Sunday, August 18, 2013

Garden did well

   Well, the square foot garden AND the traditional garden have produced a lot so far. Still have a lot of green tomatoes in the "gardens" and 3 big zucchini we will be using in sauces, salad and zucchini bread.
    The square foot garden was quite an expense and now the cucumber plants are drying up (we are getting less rain). The spouse thinks they are just spent, but I disagree. We should have added more compost to the sq. foot plot and watered it a bit more. And on the side of house are 3 sunflowers just beginning to head. I am looking forward to seeing them turn into real flowers. My "turtlehead" flower is attractive, yet small. I wish I had a big butterfly bush to attract hummingbirds with. Ah well.

Tuesday, August 13, 2013

More on Fairy Stone State Park, State Parks in General


    Thoreau said you can never have enough of nature. This is true if you have a very busy life, and even if you have a "not too busy" life, like those of us on break during the summer from school with not a lot of money in our pockets. Which makes visiting a state park a great value.
    Did you know there was a conference in the 1920s about making state parks a widespread ideal in the U. S.? In the 1930s I know six parks were developed, using CCC (Civilian Conservation Corps) help in order to promote visiting nature in the state of Virginia. In the thirties the Smokies, a national park in Tennessee, was also built and promoted. President Roosevelt did his best to give people work (Obama "wants" to do this but the entrenched and negative Republican party now is not allowing it). But state parks serve an important function.
    State parks provide a place not too far from home where you can take your family to visit for part of a day or even a weekend, to imbibe in the fruits of the natural environment. When we went to Fairy Stone State Park we weren't totally certain what we would see. But a mother deer tried to make her pretty fawn twins invisible by setting them in high grass in an open area across from a picnic shelter we drove by on the way to our campground. And a squirrel tried to "sneak" around our tent as my spouse had tossed some empty pistachio nut shells in the leave litter near our campsite. Fairy Stone is interesting; in part one side of the camping area there is about a 20 foot drop down from the sites, then it "really" drops down! You don't see those with little kids camping on that side, but we did. And Mr. Squirrel came as close as the other side of the cooking pit with its grill turned up, putting his nose up for a sniff. But there was no food there so he finally decided to run away into the woods.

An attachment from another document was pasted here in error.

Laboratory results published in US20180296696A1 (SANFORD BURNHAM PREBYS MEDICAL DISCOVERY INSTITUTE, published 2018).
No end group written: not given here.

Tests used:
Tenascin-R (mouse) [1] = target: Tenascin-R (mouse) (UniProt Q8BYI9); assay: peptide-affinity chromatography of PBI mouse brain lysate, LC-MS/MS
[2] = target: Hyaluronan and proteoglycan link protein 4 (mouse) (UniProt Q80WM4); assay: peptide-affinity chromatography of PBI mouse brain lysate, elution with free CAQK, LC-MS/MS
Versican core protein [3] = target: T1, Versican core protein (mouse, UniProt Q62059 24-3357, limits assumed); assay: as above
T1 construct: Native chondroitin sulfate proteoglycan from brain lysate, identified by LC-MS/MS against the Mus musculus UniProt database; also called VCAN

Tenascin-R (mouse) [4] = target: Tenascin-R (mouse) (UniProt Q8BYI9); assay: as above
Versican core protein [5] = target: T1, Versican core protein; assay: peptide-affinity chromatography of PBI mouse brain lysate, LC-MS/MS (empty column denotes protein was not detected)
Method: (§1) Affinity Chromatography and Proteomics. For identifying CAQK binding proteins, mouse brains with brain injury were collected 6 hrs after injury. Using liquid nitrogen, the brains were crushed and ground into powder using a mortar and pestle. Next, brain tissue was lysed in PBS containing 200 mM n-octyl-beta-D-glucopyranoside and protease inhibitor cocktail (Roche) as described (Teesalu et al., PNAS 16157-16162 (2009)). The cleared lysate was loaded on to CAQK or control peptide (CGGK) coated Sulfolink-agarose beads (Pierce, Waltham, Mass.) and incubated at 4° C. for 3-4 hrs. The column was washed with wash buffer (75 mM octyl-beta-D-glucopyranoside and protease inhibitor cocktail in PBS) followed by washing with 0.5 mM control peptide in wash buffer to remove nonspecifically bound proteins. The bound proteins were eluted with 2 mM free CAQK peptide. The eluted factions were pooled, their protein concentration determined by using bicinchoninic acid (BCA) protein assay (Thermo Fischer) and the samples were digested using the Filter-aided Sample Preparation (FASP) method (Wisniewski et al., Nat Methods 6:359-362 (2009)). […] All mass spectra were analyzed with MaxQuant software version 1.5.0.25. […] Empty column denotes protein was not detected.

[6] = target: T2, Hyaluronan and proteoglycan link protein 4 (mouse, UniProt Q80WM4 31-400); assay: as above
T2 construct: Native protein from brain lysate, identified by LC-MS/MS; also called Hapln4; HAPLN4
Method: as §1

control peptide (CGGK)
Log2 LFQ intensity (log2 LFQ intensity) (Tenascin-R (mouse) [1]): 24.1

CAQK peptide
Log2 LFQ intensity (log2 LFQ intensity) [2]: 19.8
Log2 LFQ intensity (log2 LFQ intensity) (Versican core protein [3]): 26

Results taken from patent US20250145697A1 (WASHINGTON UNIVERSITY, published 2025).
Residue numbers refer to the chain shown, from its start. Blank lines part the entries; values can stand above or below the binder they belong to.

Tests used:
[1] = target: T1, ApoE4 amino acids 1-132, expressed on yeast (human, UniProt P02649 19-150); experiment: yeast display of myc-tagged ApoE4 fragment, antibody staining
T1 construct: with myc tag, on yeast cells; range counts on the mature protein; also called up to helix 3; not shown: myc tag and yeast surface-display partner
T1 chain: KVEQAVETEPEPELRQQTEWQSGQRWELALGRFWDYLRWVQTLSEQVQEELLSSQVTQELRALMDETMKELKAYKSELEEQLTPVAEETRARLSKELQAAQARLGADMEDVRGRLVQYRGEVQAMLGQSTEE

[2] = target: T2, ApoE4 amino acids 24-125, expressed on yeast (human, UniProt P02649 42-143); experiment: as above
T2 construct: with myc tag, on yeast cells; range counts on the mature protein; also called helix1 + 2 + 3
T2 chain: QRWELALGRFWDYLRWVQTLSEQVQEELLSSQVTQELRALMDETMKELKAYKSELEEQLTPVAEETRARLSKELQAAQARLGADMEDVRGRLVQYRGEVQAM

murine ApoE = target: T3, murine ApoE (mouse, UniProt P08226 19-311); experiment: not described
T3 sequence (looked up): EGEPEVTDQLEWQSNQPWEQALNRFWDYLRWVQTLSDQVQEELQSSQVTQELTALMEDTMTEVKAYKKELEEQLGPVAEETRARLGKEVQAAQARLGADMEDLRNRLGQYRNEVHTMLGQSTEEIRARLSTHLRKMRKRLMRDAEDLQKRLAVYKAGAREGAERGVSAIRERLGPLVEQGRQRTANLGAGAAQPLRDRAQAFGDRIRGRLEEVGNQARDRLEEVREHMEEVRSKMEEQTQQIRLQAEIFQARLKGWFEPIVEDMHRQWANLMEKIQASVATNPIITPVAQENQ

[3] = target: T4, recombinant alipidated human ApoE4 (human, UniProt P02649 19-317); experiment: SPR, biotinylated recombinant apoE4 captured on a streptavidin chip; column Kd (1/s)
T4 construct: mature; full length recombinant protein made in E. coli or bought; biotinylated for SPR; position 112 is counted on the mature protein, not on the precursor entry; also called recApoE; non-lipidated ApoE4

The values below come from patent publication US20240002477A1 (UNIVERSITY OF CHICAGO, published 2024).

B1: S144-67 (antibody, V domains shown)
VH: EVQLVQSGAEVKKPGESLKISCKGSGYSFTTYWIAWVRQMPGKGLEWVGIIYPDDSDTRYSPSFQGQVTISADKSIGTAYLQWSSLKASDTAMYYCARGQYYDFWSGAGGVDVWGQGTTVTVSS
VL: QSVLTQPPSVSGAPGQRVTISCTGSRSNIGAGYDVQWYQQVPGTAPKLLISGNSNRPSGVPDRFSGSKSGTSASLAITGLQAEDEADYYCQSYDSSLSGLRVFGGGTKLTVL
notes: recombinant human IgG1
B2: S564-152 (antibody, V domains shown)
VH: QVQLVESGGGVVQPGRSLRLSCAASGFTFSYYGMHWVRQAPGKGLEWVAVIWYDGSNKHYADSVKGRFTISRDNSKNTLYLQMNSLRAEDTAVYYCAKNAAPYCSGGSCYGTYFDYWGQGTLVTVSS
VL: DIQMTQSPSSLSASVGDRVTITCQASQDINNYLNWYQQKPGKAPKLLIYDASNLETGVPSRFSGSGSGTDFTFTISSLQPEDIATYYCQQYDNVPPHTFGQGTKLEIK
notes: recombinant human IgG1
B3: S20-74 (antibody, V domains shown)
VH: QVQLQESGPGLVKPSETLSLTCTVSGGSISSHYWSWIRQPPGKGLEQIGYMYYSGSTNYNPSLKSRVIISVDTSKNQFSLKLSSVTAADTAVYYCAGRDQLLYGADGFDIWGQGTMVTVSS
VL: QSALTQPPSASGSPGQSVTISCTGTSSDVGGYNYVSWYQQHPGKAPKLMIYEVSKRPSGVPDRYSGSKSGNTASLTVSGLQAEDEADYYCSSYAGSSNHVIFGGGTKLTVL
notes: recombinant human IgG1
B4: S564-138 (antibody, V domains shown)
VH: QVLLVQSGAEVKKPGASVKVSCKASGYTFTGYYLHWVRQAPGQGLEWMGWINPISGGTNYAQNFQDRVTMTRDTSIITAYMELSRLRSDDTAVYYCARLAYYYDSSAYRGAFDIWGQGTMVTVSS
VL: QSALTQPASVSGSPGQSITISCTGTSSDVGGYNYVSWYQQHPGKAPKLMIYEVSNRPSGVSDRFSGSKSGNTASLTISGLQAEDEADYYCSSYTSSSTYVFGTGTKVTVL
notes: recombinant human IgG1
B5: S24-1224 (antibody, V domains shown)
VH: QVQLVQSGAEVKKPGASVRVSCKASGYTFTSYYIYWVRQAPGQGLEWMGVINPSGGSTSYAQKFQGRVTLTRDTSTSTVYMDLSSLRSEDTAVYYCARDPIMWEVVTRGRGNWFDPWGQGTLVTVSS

We saw other bits of nature -- there was many yellow and black tiger swallowtails flitting about, and some gathered on some gravel near a shelter, as though they were sucking up some nutrients from it. At the beach we saw kids have a fun time on these huge, fiberglass (?) animals, beaver, frogs and logs, that little kids could ride on in shallow water. A park ranger said another park, Claytor Lake, had rejected these big toys so Fairy Stone said they would take them. So, they were 
"pretend" nature, but a place where they could splash around and watch birds fly overhead and soak up some sun for some needed vitamin D.
    State parks are much cheaper than motel and hotel rooms (unless you reserve an air conditioned cabin, which partly defeats the purpose of camping-- what, you don't want sand in your shoes, or water dripping into a corner of your tent from a continuous rain at night? Where is your sense of adventure). They provide a break from the daily routine, a chance to interact with nature, get away from technology (unless you are in an RV with an antenna-- so why bother to come to a campground), go at a slower pace. State parks are a real value. And our tax dollars should support them more. So go out and enjoy one near you.

Sunday, August 4, 2013

The wonders of nature at Fairy Stone State Park

    Ah yes, the wonders of nature if you allow yourself time to enjoy them. I allowed myself that time when we stayed three nights at Fairy Stone State Park. So named for a creek bed nearby that legend says has cross shaped stones created by fairies (well, it's just a legend), the park also has a lot of other interesting things.
    If you sit at your campsite at night you'll hear a loud chorus of three year cicadas with their loud and then soft whirring buzz, and cricketlike like chirps, and am told the noises at night can be katydids too (or didn't they). At your site you can observe the robin or phoebe running along, or the squirrel sneaking up to your site if you happened to leave out some pistachio shells nearby. They say don't feed the animals, yet you feel compelled to leave something behind, while at the same time you take a souvenir or two (like American beech leaves and fairy stones from a nearby creek bed).
    As you sit in a circle and roast a "s'mores" (after one I don't think they want you to have more) the park ranger points out the park is where an old mining town used to be, but was flooded to create the man made lake. I'm sure the deer and tiger swallowtail butterflies, the people and birds all appreciate the effort to have a place away from the hustle and bustle of  civilization, if just for a while.